We’ve got a Windows-based CUDA application using CUDA SDK 11.1 Update 1 that performs some number crunching. One configuration of our application is reporting a cudaErrorIllegalAddress during a cudaStreamSynchronize() after downloading some data from device to the host. Nothing helpful in our logging: this doesn’t happen in our debug builds (which has much more extensive error-checking and so runs significantly slower).
Added some extra stream-sync calls prior to the download call to our release build, and confirm the illegal-address error appears to be occurring at (one of) the many kernels prior to the download & stream-sync calls. Doing a stream-sync after each kernel significantly slows things down again, which prevents the original cudaErrorIllegalAddress from happening.
OK, so fired up compute-sanitizer with the memcheck option “-tool memcheck <our_binary>” to try to trap the underlying kernel execution or API call. Now the weird part: compute-sanitizer doesn’t catch the error when it occurs. But we do still get that error from the runtime/API and our application logs it.
Our logging shows a cudaStreamSynchronize() returning the same cudaErrorIllegaAddress prior to the download call (cudaMemcpyAsync with device->host).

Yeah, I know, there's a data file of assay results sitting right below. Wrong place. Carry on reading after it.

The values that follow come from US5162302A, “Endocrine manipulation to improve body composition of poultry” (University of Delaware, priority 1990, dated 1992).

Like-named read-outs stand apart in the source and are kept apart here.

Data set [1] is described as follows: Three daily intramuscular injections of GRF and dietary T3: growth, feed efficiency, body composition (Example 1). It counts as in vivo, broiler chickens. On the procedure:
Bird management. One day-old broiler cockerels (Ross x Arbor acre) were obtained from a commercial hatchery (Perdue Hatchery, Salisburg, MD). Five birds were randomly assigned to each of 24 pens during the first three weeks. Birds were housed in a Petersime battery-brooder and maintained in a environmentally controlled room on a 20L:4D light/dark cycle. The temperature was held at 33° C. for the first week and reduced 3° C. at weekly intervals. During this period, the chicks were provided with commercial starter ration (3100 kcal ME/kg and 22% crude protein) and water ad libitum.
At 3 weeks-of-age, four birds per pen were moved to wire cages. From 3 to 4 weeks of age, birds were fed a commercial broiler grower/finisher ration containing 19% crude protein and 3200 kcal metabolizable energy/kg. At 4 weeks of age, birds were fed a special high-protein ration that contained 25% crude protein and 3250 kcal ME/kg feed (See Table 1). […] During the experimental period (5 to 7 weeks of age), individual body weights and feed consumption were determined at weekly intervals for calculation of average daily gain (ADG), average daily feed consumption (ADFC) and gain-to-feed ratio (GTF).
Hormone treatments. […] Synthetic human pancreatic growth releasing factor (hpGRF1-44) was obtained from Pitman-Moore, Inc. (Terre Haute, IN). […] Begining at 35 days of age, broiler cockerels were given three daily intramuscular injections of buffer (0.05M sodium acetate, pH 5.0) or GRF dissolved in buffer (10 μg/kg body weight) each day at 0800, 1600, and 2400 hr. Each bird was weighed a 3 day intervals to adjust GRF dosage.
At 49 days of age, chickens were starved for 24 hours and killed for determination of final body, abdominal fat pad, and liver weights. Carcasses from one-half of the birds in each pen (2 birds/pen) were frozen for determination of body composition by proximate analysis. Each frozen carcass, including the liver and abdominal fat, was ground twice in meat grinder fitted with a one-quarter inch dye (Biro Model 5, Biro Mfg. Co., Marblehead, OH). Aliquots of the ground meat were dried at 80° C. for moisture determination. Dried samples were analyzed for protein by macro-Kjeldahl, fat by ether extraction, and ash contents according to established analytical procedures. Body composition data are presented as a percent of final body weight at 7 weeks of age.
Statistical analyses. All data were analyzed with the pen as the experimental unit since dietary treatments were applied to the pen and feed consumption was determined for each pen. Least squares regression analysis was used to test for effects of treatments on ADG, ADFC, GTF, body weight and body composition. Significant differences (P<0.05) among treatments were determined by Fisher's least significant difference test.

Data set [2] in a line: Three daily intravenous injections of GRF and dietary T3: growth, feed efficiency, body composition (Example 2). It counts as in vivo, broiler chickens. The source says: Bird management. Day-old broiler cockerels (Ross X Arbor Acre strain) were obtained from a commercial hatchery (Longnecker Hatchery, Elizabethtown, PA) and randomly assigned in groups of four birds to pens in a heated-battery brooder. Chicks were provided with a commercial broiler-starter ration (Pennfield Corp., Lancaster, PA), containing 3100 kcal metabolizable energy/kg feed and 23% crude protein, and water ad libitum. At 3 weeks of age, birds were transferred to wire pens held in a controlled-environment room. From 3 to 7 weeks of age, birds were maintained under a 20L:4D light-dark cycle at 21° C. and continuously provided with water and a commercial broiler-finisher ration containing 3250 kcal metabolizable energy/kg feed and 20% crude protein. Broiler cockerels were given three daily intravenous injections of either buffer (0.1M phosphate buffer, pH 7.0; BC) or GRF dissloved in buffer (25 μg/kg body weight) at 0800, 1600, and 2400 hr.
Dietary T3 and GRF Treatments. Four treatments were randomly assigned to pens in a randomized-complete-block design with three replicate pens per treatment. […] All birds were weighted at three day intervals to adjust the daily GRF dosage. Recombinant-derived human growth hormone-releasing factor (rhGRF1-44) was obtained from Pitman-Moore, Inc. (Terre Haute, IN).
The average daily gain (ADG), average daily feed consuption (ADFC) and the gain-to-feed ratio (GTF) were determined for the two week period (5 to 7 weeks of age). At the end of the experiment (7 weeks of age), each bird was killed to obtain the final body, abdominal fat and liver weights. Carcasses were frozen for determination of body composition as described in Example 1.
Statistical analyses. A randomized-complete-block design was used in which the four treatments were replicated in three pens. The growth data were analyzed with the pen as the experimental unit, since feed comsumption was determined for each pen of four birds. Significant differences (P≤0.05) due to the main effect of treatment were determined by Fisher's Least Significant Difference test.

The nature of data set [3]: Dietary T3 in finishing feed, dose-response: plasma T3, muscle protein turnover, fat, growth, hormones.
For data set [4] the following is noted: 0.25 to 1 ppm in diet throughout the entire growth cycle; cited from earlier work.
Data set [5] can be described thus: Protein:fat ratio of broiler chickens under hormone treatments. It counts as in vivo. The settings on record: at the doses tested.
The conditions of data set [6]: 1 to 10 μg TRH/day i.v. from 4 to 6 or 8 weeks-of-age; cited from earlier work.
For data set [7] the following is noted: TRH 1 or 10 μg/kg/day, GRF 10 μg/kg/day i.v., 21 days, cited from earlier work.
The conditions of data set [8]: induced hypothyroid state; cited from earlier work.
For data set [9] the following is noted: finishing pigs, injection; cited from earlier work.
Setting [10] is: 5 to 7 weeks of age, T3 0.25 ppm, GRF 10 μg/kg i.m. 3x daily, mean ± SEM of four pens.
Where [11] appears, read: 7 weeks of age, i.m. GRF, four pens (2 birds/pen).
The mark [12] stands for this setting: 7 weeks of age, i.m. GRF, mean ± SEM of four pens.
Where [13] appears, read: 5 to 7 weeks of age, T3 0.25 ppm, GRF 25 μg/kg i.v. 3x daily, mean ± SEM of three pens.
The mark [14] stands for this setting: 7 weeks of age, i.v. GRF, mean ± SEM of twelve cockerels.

But compute-sanitizer doesn’t show any errors – not a kernel causing issues, nor a specific API with bad arguments. Recompiled our kernels with line-info in case that effects the tools ability to show “where” in the kernel the error was occurring, but same thing: compute-sanitizer doesn’t show any errors.
What am I missing? compute-sanitizer is definitely doing something, as performance drops through the floor when running our application. But I’m struggling to even come up with an idea of how the CUDA runtime would catch this error and return it to us for logging…but compute-sanitizer wouldn’t catch it prior to that?